Two versions of Van Gogh's "Sunflowers" meet at the National Gallery in London

Two versions of Van Gogh's

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The famous London art gallery, the National Gallery, will bring together this 2014 by first time in 65 years two versions that the post-impressionist Vincent van Gogh made of his mythical Sunflowers. The exhibition can be visited from last January 25 until April 27 in Room 46 of the famous Trafalgar Square museum.

In addition to have a unique opportunity to compare the two jewels of the Dutch painterThe exhibition will aim to present the results of the studies of these works by experts from the National Gallery and the Van Gogh Museum in Amsterdam, who have donated one of the versions for the exhibition on temporary loan.

Investigations focus on the comparative analysis of both works in terms of composition and materials used, allowing a better understanding of the meanings of the paintings and the relationships between the two. These two versions are part of a set of five Sunflowers that Van Gogh painted and that are distributed in different museums in Tokyo, Munich and Philadelphia.

Van gogh painted series of Sunflowers in 1888 in his room in Arles (South of France) to symbolize his friendship and loyalty to his mentor, Paul Gauguin, and to decorate the room in which he was to settle in the house in Arles. In a letter written to his brother Theo in 1888, the painter tells him that the breeze and the splendid brightness of the southern French sun had inspired him to make a series of sunflower paintings on which he was working at the time. Van Gogh and Gauguin worked together until the moment when the former had a nervous breakdown and cut off part of his ear, later entering a psychiatric asylum.

The Van Gogh's main influence on Sunflowers it is the luminosity and color of Japanese paintings, seeking simplicity in design and thickness of the contours, in order to create a brilliant style with unique effects. The technique ofimpasto, which consists of defining the shapes with thick brush strokes, is what gives the withered flowers that ethereal feeling.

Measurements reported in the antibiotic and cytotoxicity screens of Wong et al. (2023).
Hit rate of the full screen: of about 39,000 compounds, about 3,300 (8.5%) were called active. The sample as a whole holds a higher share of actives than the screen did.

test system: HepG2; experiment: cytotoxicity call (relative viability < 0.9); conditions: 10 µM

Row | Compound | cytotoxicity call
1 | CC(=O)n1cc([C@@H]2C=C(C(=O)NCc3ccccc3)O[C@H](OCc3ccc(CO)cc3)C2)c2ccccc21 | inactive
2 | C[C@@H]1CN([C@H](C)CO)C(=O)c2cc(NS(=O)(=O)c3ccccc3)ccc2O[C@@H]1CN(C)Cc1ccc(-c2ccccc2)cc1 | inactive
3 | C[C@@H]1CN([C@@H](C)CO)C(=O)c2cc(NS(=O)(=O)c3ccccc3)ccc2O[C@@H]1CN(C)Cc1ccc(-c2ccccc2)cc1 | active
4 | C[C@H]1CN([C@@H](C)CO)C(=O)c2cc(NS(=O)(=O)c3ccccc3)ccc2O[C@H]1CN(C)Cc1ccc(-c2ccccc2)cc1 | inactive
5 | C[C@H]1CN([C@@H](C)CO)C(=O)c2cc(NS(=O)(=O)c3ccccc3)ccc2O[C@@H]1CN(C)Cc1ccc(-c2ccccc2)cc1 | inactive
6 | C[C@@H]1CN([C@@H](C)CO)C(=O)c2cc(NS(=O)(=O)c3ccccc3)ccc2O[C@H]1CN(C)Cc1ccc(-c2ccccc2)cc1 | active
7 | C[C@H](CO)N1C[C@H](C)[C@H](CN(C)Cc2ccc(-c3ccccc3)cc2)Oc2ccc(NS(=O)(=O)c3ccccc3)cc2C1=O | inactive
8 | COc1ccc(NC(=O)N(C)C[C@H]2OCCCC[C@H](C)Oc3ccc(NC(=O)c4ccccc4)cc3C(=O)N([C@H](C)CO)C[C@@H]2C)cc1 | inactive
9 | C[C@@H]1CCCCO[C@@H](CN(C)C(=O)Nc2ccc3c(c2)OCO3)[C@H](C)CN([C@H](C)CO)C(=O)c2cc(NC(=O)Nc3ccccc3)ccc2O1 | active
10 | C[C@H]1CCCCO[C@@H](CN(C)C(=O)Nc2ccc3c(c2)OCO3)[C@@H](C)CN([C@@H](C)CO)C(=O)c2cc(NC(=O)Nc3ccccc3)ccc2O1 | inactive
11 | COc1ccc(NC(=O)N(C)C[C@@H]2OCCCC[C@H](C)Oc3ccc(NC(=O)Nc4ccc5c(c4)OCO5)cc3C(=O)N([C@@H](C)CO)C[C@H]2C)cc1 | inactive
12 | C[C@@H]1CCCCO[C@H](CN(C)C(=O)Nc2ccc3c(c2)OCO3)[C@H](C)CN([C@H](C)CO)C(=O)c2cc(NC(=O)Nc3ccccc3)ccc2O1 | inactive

The Director of the National Gallery, Dr. Nicholas Penny, has stated that 'the exhibition […] will deepen the personal appreciation of each visitor about the artist. We are very grateful to the Van Gogh Museum for making it possible«. And it is true that since the gallery bought the work from Vincent's family in 1924, this has been the main star of its collection and has sparked a long tradition of collaboration between the London art gallery and the Van Gogh Museum.

For its part, the director of the museum dedicated to the post-impressionist painter, Axel Ruger, recalled how wonderful and unique the 2013 exhibition was,"Van Gogh at Work",in which the Sunflowers of the National Gallery were exhibited, and thanked the National Gallery for the special opportunity to once again offer visitors the possibility of compare these two great icons of Art History.

Romantic, in the artistic sense of the word. In my adolescence both family and friends reminded me over and over that I was an inveterate humanist, as I spent time doing what perhaps others not so much, believing myself to be Bécquer, immersed in my own artistic fantasies, in books and movies, constantly wanting to travel and explore the world, admired for my historical past and for the wonderful productions of the human being. That is why I decided to study History and combine it with Art History, because it seemed to me the most appropriate way to carry out the skills and passions that characterize me: reading, writing, traveling, researching, knowing, making known, educating. Disclosure is another of my motivations, because I understand that there is no word that has real value if it is not because it has been transmitted effectively. And with this, I am determined that everything I do in my life has an educational purpose.

Video: Vincent van Gogh Sunflowers Live Philadelphia